Respected Academics, i hope you can help shed some light and hopefully provide some guidance.

To start off, i want to clarify that i love computers since a very early age. I used to game from a very young age and was quite fond of figuring stuff out on my own. Naturally, i was inclined to choose computers as a major for my studies. and i enjoyed learning a lot of the stuff, especially stuff i could relate to ( like how parallel processing was ultimately responsible for faster games on multicore cpus or how distributed systems make blockchains possible )

i just found most of the maths and some abstract courses to be really dry. Those courses often caused me to overthink and procrastinate in class alot. Needless to say, i felt a lot of anxiety within during class. However, some of the stuff does not seem too anxiety-inducing now that i have studied it and can explain it better to my non-computing peers. So i can't say what the anxiety was all about, but i felt it important to mention here.

To be honest, maths was not my favorite subjects in O'levels and it was not my strongest subject. However, i do like it when the equations and principles being taught in math eventually translated to real life applications or other engineering applications.

I just feel ashamed that i don't know a lot of the math or crypto. I also have trouble understanding the really difficult math equations or notations in research papers that focus on proofs, crytography or any kind of complicated maths. Sometimes, my attention span is my enemy as i cannot focus on reading papers and easily get distracted. It makes me wonder if i am even good enough for the Computer Engineering / Computer Science field.

I often feel like an impostor, masquerading as someone who knows things but in reality who has just surface level knowledge about topics and is not really an expert on anything.

I am a grad student (M.Sc.) currently, but i feel quite inadequate that i have not invented anything, have no patents and just a single publication to show for ( in which i am not the first author ).

I really like computers, i chose the field willingly. I even chose to go for a research career by my own choice (many people told me that there is much more money to make in industry) because i like discovering new things, i have a problem solving mindset, i often think of innovative stuff when i am alone & desperately need a solution to survive my studies and i feel that there is a certain level of madness ( craziness ?) in me that is aptly required for a researcher. It also feels so personally fulfilling when there is a problem that i solve after a long time of suffering, the high of it is incredible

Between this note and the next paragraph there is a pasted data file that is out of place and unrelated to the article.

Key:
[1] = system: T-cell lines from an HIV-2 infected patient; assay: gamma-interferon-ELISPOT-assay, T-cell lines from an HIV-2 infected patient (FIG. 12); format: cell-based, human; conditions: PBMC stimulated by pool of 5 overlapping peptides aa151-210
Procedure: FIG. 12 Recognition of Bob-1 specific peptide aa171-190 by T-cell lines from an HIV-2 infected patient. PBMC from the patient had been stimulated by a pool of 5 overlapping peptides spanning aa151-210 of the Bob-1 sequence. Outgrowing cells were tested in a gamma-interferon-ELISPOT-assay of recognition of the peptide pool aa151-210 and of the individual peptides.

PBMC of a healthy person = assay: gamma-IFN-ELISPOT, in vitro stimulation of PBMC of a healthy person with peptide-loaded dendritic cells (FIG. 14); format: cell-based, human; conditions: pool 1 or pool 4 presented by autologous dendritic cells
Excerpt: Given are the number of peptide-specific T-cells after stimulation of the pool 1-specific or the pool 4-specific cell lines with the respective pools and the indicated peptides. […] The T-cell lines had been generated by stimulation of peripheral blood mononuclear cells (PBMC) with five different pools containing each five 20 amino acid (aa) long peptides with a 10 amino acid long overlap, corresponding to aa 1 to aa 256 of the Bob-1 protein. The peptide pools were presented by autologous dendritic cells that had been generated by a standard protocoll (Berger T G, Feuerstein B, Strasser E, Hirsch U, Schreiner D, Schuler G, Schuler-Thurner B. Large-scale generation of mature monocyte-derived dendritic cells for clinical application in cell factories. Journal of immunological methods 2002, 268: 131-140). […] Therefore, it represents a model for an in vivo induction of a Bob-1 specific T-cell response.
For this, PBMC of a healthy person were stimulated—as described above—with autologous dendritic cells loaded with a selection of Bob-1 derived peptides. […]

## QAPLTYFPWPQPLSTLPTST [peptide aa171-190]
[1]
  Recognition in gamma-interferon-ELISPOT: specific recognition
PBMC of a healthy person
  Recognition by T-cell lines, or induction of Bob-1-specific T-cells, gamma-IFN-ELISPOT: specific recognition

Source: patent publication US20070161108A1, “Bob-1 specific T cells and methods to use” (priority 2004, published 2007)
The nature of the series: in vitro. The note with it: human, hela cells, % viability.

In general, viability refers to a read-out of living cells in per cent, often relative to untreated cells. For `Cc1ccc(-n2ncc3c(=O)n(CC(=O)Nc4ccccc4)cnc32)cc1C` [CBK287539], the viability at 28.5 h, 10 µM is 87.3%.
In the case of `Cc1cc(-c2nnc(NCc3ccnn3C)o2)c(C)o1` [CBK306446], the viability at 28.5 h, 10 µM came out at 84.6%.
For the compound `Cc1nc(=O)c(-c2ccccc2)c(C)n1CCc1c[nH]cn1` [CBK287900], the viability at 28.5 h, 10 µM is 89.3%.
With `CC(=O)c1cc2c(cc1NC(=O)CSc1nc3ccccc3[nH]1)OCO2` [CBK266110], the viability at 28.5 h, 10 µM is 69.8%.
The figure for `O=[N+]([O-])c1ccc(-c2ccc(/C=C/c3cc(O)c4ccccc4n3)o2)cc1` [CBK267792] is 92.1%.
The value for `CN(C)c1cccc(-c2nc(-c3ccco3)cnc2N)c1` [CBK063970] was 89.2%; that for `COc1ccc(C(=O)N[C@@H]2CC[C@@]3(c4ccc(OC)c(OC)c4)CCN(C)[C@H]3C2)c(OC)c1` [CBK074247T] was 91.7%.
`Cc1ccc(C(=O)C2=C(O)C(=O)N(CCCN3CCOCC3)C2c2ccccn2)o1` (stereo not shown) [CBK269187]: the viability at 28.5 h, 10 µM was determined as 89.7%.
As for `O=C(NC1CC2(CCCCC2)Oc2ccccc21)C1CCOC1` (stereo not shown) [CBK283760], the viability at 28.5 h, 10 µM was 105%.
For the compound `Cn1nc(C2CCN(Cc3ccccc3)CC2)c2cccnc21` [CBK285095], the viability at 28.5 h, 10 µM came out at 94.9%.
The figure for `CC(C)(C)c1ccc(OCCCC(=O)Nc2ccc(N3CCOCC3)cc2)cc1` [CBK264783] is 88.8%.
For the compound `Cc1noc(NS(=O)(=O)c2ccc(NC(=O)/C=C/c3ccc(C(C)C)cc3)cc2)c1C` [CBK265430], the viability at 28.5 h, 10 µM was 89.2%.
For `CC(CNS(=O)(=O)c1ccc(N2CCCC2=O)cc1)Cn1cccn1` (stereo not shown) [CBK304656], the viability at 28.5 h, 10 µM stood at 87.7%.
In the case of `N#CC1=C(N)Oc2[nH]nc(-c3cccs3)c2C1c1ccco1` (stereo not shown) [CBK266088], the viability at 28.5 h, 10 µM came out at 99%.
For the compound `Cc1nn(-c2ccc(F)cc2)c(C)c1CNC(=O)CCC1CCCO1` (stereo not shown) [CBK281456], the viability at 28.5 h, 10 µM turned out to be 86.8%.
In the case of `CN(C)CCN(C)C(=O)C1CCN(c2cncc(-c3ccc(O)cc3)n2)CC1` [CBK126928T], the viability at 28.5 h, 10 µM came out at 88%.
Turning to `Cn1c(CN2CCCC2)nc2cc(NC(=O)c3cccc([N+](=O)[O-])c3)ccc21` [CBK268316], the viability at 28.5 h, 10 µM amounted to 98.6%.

I do feel closer to the application context of Computer Engineering / Science research ( like enabling the usage of disruptive tech for good social cause etc ) rather than the extreme mathematical aspect of it ( the lemmas and proofs we see in papers )

I just fear if my mathematical skills (or lack thereof) will be my doom or if they will eventually out me.

I eagerly look forward to your kind input

P.S : I forgot to mention, i really enjoy coding when there is good reason behind it ( e.g a project i like or something being at high stakes, like thesis or a semester project - but i often refer to language documentation and can't seem to memorize the syntax. I do enjoy self-learning programming languages and the logic behind them )

1 Answer 1


I am a graduate student in physics and I think I shared your situation when I was learning calculus in my first year of undergraduate study. At that time I have no idea what calculus can be used for, and the tedious proof is way too abstract for me to relate the math ideas with some specific stuff.

As I learn more in physics, I get to know the importance of math gradually. Most of the math concepts are actually motivated by realistic physical phenomena or applications. For example, the Fourier Transformation is spanned from the idea of Fourier series. But it's true: I didn't realize the underlying story of math stuff until I know its high-level story.

I still don't enjoy reading formulas and theorems, despite there are plenty of papers in my field that are more on the math side. How I deal with it is I told myself to try to relate the abstract math with specific ideas. I always ask myself: Can I, after reading a very math paper, share the idea with my colleagues without writing on the whiteboard in minutes? From my perspective, math is just a tool and language. I don't really care about the proofs and calculation details when reading papers as it costs me too much.

I believe CS and Physics are similar: Both the subjects focus more on the underlying ideas rather than the math stuff. You shall not assign too much weight to math capability in the way toward a good CS researcher.

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